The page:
Aging

Atrial fibrillation in aging adults

Atrial fibrillation in aging adults

This is an important study evaluating the associative factors and natural history of atrial fibrillation. Until age 90, men are at higher risk of developing A.Fib compared to women. Tall women, and overweight and dyslipidemic men are more likely to experience it than their counterparts. Lifetime risk for Atrial fibrillation high, more than 30%. It increases the mortality rate by 3.5 fold in both genders. Subjects were followed for about 13 years.

GT

Elderly should consume more protein

Elderly should consume more protein

The Recommended Daily Allowance (RDA) for protein intake in the adult population is widely promoted as 0.8 grams/kg/day. Aging may increase protein requirements, particularly to maintain muscle mass. 

Authors investigated whether controlled protein consumption at the current RDA or twice the RDA (2 x RDA) affects skeletal muscle mass and physical function in elderly men. 

Study found that consumption of a diet providing 2 x RDA for protein compared with the current guidelines was found to have beneficial effects on lean body mass and leg power in elderly men.

AJCN

Frailty and exercise in aging population

Frailty and exercise in aging population

A structured exercise program was not associated with a decreased risk for frailty among older adults. However, the beneficial effect of the exercise program on reducing major mobility disability was not affected by whether the participants were frail at baseline.

AIM

Protein intake in aging adults

Protein intake in aging adults

The anorexia of aging, which affects 20% of older adults, has been well documented within the current body of evidence as a primary cause of reduced daily intake in this population. This condition is characterized by reductions in appetite in combination with early satiation and sustained increases in satiety.

Circulating concentrations of the hunger-stimulating hormone ghrelin are lower, whereas the satiety hormones cholecystokinin, peptide YY, and GLP-1 are elevated in older adults compared with their younger counterparts. Gastric emptying also tends to be slower in older adults than in younger adults, which leads to early satiation. These responses occur concomitantly with an increase in perceived fullness and decreased hunger, desire to eat, and prospective food consumption.

Am J Clin Nutr

Insulin Resistance and Memory

Insulin Resistance and Memory

Higher fasting insulin levels and increased insulin resistance predict future memory decline as measured by verbal fluency. About 4,000 individuals, average age 50, were followed for 11 years. These findings imply the need of addressing insulin resistance early rather then later, when prediabetes or diabetes emerge.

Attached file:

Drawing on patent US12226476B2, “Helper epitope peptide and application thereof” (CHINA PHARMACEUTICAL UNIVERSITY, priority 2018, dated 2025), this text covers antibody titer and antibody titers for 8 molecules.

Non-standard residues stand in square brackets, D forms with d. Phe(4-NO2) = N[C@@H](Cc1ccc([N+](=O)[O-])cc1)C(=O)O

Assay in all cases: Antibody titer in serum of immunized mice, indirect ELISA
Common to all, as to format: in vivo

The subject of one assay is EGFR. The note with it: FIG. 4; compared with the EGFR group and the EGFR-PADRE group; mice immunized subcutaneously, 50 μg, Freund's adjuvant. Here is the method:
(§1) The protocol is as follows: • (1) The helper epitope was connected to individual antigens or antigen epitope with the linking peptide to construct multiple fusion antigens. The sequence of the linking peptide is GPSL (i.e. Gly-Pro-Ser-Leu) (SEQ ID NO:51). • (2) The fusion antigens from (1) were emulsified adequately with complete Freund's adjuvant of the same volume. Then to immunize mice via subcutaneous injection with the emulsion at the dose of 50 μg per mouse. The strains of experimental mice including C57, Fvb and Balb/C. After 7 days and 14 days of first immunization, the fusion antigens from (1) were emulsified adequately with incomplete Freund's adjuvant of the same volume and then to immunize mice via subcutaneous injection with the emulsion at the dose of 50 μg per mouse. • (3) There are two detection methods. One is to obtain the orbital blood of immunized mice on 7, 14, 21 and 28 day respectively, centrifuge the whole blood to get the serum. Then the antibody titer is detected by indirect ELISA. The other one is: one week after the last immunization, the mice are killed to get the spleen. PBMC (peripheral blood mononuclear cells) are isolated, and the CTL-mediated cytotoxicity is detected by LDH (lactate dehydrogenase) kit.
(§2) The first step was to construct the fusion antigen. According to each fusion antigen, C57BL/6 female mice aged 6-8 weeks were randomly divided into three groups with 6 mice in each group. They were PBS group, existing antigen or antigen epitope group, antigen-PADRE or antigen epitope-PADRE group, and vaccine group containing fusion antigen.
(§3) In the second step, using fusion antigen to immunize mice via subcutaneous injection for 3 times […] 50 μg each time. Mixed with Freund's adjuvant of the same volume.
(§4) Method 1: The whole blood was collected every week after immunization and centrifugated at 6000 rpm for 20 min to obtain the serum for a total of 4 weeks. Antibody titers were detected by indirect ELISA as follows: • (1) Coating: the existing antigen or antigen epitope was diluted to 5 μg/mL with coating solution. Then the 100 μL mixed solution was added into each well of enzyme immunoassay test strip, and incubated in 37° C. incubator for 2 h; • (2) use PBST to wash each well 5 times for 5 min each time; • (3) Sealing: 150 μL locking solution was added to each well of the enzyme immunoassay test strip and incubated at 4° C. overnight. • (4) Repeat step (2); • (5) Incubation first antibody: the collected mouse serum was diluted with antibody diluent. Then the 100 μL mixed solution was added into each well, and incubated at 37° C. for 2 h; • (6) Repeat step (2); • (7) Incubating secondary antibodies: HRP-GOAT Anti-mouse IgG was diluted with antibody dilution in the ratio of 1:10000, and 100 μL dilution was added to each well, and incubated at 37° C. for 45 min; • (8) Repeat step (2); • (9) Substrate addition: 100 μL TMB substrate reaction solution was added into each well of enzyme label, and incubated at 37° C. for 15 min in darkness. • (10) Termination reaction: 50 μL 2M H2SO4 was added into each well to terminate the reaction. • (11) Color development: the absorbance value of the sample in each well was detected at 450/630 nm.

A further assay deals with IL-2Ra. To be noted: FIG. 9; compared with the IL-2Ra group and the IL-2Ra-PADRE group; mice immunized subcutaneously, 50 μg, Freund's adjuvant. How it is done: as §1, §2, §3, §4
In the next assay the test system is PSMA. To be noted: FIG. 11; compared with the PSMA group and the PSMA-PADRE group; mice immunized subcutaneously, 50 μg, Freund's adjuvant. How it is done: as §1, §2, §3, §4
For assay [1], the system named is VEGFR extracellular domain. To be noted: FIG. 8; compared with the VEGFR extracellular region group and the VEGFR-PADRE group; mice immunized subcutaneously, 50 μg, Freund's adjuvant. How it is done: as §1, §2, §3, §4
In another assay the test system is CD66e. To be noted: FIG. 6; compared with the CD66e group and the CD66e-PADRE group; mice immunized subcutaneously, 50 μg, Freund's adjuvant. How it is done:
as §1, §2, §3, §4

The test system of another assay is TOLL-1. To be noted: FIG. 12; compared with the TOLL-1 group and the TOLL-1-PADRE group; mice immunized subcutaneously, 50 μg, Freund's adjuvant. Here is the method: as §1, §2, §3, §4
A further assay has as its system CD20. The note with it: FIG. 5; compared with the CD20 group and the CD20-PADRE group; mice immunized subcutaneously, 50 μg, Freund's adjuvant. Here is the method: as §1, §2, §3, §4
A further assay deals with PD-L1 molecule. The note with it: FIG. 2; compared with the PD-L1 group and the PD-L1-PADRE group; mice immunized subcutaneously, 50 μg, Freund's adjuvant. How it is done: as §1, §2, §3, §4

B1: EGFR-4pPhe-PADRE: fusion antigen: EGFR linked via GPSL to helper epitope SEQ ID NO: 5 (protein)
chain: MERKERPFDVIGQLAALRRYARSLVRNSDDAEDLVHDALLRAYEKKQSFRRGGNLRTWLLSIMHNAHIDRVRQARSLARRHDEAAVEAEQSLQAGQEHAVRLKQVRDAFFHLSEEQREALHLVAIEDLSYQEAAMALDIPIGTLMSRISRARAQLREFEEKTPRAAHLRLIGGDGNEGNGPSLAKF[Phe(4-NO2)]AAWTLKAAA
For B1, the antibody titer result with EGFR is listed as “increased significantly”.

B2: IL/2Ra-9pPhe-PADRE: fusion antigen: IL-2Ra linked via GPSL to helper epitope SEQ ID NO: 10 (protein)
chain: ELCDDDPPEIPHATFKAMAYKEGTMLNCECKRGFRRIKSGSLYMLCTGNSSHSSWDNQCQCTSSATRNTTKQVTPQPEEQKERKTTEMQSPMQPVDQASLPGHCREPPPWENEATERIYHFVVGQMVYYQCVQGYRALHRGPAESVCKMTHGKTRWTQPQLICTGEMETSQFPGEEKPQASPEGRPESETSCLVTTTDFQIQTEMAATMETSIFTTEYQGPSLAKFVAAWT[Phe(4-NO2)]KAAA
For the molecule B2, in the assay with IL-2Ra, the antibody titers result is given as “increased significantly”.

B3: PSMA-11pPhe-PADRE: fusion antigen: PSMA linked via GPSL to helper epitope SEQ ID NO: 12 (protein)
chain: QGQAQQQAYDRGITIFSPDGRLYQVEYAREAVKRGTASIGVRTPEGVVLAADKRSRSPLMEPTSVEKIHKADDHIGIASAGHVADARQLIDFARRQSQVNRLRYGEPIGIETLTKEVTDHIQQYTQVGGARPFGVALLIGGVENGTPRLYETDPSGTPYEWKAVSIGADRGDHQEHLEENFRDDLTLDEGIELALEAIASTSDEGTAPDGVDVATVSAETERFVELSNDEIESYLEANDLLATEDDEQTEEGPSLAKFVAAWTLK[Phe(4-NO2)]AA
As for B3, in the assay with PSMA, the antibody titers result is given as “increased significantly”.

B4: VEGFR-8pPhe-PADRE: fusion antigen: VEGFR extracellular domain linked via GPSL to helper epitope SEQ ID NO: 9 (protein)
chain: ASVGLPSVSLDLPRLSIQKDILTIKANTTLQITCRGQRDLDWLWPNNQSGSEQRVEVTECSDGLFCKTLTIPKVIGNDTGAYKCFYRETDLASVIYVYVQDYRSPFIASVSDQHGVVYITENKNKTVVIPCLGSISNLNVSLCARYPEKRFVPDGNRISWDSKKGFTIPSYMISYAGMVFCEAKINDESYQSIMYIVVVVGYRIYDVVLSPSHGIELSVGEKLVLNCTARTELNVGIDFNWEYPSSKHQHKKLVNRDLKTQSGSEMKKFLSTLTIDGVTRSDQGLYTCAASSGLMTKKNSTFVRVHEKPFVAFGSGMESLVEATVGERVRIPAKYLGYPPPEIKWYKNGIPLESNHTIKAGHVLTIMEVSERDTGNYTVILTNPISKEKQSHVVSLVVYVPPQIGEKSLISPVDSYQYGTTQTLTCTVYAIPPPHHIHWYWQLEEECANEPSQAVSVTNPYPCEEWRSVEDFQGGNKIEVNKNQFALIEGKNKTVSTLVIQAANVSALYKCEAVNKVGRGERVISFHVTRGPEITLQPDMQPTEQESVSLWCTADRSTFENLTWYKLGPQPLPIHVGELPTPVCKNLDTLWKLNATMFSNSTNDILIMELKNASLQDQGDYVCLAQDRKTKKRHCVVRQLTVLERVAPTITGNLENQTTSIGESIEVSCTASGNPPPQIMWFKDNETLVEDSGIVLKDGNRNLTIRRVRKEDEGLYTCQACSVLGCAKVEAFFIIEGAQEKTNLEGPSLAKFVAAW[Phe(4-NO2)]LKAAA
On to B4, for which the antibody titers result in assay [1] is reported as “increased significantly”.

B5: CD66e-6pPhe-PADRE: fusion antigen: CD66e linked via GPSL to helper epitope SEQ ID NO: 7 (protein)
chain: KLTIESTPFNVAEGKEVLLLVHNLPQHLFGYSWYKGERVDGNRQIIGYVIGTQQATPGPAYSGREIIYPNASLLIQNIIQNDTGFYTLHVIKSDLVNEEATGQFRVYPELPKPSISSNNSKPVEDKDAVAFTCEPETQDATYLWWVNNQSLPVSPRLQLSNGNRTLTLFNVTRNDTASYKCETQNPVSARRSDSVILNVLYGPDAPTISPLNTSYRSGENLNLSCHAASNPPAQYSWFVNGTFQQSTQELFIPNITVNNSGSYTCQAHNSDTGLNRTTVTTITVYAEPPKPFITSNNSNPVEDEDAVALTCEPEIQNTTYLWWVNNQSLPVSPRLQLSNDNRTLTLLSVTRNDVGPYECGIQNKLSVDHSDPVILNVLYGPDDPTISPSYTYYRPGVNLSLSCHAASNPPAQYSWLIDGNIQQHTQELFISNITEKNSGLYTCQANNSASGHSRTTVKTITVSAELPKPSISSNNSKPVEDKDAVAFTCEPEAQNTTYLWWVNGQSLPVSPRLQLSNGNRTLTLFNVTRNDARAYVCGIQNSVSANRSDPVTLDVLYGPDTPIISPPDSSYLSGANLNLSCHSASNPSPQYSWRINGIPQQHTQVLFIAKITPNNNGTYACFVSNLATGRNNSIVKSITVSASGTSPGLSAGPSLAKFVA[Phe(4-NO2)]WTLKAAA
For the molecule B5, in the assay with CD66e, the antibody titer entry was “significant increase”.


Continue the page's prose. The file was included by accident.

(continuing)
GT

Exercise effect in older sedentary adults

Exercise effect in older sedentary adults

Combined aerobic and resistance activity increased physical performance more than aerobic or resistance training alone. A group of 160 sedentary individuals with average age 70 and BMI 35 were followed and evaluated at 6 months.

Results could be confounded by the fact that participants in the combined training group spent overall more time exercising than those who utilized only aerobic or resistance activities.

GT

Aging, Diabetes and Cognition

Aging, Diabetes and Cognition

One of the challenges of managing older adults with diabetes is the individualization of care in people with multiple comorbid conditions. Although macrovascular and microvascular complications of diabetes are well recognized, there is a lack of awareness regarding other conditions such as cognitive dysfunction, depression, and physical disabilities.

Cognitive dysfunction is of particular importance because of its impact on self-care and quality of life. In this Perspective, I discuss common and practical questions faced by clinicians managing diabetes in older adults who also have cognitive dysfunction.

Diabetes Care

Aging, Diabetes and Cardiovascular Illness

Aging, Diabetes and Cardiovascular Illness

Older adults with diabetes are at higher risk for atherosclerotic cardiovascular disease (ASCVD) than younger adults with diabetes and older adults without diabetes. The rationale to implement ASCVD risk–lowering therapies in older adults with diabetes is compelling.

The variability in health status among older adults is pertinent. Those with robust health are more likely to tolerate and derive benefit from many therapies when compared with those who have more complex health including frailty.

Diabetes Care

SPRINT Trial: Systolic Blood Pressure in Older Adults >75

SPRINT Trial: Systolic Blood Pressure in Older Adults >75

Both, February 2014 JNC8 and January 2017 ACP/AAFP guidelines recommend a target systolic blood pressure <150 mmHg for adults older then age 60.

SPRINT trial paints a different picture: older individuals with tight systolic blood pressure control <120 mmHg experienced less cardiovascular events and all-cause mortality compared to those with sBP<140 mmHg.

A group of 2,500 participants with average age 80 and without diabetes were followed for 3 years. Side effects were overall similar between patients with sBP<120 and sBP<140 mmHg.

GT